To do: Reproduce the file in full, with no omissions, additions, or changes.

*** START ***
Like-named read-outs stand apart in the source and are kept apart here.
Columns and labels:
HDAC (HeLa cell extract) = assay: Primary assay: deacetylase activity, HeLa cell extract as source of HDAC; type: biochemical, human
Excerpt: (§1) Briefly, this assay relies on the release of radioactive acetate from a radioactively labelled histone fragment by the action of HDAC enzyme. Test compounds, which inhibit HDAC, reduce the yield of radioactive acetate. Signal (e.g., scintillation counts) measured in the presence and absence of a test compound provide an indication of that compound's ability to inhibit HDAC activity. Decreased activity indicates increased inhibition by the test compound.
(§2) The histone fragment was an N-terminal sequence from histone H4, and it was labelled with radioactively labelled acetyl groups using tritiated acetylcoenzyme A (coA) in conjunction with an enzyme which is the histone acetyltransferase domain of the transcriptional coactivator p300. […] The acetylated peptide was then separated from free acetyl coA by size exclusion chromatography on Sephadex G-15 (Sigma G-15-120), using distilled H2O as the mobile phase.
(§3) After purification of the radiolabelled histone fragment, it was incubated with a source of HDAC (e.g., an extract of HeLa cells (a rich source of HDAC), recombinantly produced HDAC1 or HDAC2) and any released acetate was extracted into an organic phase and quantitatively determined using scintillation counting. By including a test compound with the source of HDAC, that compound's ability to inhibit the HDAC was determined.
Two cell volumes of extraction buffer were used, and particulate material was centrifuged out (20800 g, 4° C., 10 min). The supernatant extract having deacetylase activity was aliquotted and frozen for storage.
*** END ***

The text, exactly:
Like-named read-outs stand apart in the source and are kept apart here.
Columns and labels:
HDAC (HeLa cell extract) = assay: Primary assay: deacetylase activity, HeLa cell extract as source of HDAC; type: biochemical, human
Excerpt: (§1) Briefly, this assay relies on the release of radioactive acetate from a radioactively labelled histone fragment by the action of HDAC enzyme. Test compounds, which inhibit HDAC, reduce the yield of radioactive acetate. Signal (e.g., scintillation counts) measured in the presence and absence of a test compound provide an indication of that compound's ability to inhibit HDAC activity. Decreased activity indicates increased inhibition by the test compound.
(§2) The histone fragment was an N-terminal sequence from histone H4, and it was labelled with radioactively labelled acetyl groups using tritiated acetylcoenzyme A (coA) in conjunction with an enzyme which is the histone acetyltransferase domain of the transcriptional coactivator p300. […] The acetylated peptide was then separated from free acetyl coA by size exclusion chromatography on Sephadex G-15 (Sigma G-15-120), using distilled H2O as the mobile phase.
(§3) After purification of the radiolabelled histone fragment, it was incubated with a source of HDAC (e.g., an extract of HeLa cells (a rich source of HDAC), recombinantly produced HDAC1 or HDAC2) and any released acetate was extracted into an organic phase and quantitatively determined using scintillation counting. By including a test compound with the source of HDAC, that compound's ability to inhibit the HDAC was determined.
Two cell volumes of extraction buffer were used, and particulate material was centrifuged out (20800 g, 4° C., 10 min). The supernatant extract having deacetylase activity was aliquotted and frozen for storage.